Cyber Essentials Scheme

The UK government is improving cyber security in its supply chain. From 1 October 2014, all suppliers must be compliant with the new Cyber Essentials Scheme controls if bidding for government contracts which involve handling of sensitive and personal information and provision of certain technical products and services.

Cyber Essentials was developed by the government, in consultation with industry. It offers a sound foundation of basic cyber hygiene measures which, when properly implemented, can significantly reduce a company’s vulnerability. The scheme’s set of five critical controls is applicable to all types of organisations, of all sizes, giving protection from the most prevalent forms of threat coming from the internet. These Cyber Essentials five critical controls are: -

  • Boundary firewalls and internet gateways - these are devices designed to prevent unauthorised access to or from private networks, but good setup of these devices either in hardware or software form is important for them to be fully effective.
  • Secure configuration – ensuring that systems are configured in the most secure way for the needs of the organisation
  • Access control – Ensuring only those who should have access to systems to have access and at the appropriate level.
  • Malware protection – ensuring that virus and malware protection is installed and is it up to date
  • Patch management – ensuring the latest supported version of applications is used and all the necessary patches supplied by the vendor have been applied.

 

 

The Cyber Essentials scheme as 2 levels of assurance- Cyber Essentials Basic and Cyber Essentials Plus. Certificates, are provided to organisations that successfully comply with all the requirements of the scheme, which can be displayed on the company’s website as proof of compliance. According to Mersyber- http://cyberinfo.co.uk, as of August 2016 there were 71 and 7  Scottish companies certified to Cyber Essentials Basic and Plus respectively.

Cyber Essentials Basic certification is awarded on the basis of a verified self-assessment. Companies assess themselves against the Cyber Essentials controls via a questionnaire, which is overseen by senior management. The completed questionnaire is then submitted to a certification body for review and approval before certification is awarded. This option offers a basic level of assurance and can be achieved at low cost.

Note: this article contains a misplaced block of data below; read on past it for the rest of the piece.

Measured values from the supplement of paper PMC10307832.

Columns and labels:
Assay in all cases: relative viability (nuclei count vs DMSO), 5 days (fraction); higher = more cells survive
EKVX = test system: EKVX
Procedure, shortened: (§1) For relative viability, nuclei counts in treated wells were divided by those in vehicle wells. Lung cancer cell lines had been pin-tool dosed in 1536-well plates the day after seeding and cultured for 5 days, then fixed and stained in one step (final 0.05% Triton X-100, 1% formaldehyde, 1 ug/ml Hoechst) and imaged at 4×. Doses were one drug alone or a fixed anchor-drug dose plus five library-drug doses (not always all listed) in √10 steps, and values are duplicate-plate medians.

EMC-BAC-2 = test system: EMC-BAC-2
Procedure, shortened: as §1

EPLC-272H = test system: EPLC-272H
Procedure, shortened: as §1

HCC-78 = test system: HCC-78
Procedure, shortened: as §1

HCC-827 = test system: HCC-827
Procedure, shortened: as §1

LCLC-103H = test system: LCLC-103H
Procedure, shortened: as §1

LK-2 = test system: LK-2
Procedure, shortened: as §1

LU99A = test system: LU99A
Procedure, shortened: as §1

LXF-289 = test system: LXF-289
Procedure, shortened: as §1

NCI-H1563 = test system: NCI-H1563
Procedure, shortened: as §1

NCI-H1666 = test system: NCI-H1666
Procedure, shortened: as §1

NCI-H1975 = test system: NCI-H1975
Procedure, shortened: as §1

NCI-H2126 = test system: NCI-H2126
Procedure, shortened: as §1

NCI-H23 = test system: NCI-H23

Cyber Essentials Plus offers a higher level of assurance through validation assessment of the companies’ cyber security approach. The validation assessment process includes external and internal vulnerability scans, malware control test and others. Given the more resource intensive nature of this process, we anticipate that Cyber Essentials Plus will cost more than the foundation Cyber Essentials certification.

To assist companies, achieve certification against Cyber Essentials Scheme, certification bodies like NetHost Legislation are accredited by accreditation bodies like IASME to perform this function. The Cyber Essentials scheme certification process is illustrated below.

 

Some Thoughts for The Future

Information threat is an ever present problem and companies need to be mindful of this and implement companywide information security governance strategy. To support this strategy best practice standards need to be used as a benchmark and integrated into the governance strategy.

There is no perfect bullet and residual risk will always be present no matter the approach deployed by companies. The aim for all companies is to ensure the residual risk is lower than their acceptable risk, and make sure:-

  • Their risk assessment is up to date.
  • There is an effective set of controls in place.
  • There is an effective incident management process in operational use.
  • There is an appropriate measurement process in place.
  • There is adequate training and awareness given to all staff.
  • There is regular monitoring and review of activities taking place to check the effectiveness of their information security.
  • Improvements are made to their set of controls as indicated by the monitor and review process.

About the author 

 

Dr Abiola Abimbola, PhD has been in the information security industry for over 15 years and worked in telecom, financial, and educational sector amongst others. Currently part of NetHost Legislation security team in Aberdeen, Scotland.  

 

Contact Details

Dr. Abimbola’s Linkedin Profile:  https://www.linkedin.com/in/dr-abiola-abimbola-ph-d-6a77353(link is external)

Nethost Legislation website www.nethostlegislation.co.uk

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First published on Company Connecting July 2016

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